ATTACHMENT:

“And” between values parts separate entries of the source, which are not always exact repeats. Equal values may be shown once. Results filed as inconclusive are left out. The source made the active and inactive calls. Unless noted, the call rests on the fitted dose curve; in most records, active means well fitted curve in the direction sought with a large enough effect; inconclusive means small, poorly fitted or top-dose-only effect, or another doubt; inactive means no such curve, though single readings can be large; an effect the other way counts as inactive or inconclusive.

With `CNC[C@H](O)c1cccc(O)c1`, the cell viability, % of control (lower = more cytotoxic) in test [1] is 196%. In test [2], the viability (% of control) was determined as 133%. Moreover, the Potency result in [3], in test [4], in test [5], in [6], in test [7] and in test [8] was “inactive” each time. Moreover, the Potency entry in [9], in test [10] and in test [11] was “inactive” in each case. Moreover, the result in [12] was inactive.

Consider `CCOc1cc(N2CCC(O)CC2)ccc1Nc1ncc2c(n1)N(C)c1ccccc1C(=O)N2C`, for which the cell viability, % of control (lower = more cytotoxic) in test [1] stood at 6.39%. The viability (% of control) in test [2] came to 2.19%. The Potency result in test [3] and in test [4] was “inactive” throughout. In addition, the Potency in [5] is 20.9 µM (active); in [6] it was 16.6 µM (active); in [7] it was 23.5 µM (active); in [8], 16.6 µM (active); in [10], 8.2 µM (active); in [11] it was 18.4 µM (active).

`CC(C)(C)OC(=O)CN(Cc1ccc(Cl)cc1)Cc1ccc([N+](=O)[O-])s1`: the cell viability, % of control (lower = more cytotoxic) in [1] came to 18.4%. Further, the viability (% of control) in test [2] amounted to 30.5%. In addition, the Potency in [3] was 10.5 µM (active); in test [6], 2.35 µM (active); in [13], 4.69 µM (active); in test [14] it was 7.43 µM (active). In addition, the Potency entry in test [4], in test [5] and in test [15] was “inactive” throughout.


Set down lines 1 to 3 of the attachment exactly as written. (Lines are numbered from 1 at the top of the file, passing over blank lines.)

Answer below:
“And” between values parts separate entries of the source, which are not always exact repeats. Equal values may be shown once. Results filed as inconclusive are left out. The source made the active and inactive calls. Unless noted, the call rests on the fitted dose curve; in most records, active means well fitted curve in the direction sought with a large enough effect; inconclusive means small, poorly fitted or top-dose-only effect, or another doubt; inactive means no such curve, though single readings can be large; an effect the other way counts as inactive or inconclusive.

With `CNC[C@H](O)c1cccc(O)c1`, the cell viability, % of control (lower = more cytotoxic) in test [1] is 196%. In test [2], the viability (% of control) was determined as 133%. Moreover, the Potency result in [3], in test [4], in test [5], in [6], in test [7] and in test [8] was “inactive” each time. Moreover, the Potency entry in [9], in test [10] and in test [11] was “inactive” in each case. Moreover, the result in [12] was inactive.

Consider `CCOc1cc(N2CCC(O)CC2)ccc1Nc1ncc2c(n1)N(C)c1ccccc1C(=O)N2C`, for which the cell viability, % of control (lower = more cytotoxic) in test [1] stood at 6.39%. The viability (% of control) in test [2] came to 2.19%. The Potency result in test [3] and in test [4] was “inactive” throughout. In addition, the Potency in [5] is 20.9 µM (active); in [6] it was 16.6 µM (active); in [7] it was 23.5 µM (active); in [8], 16.6 µM (active); in [10], 8.2 µM (active); in [11] it was 18.4 µM (active).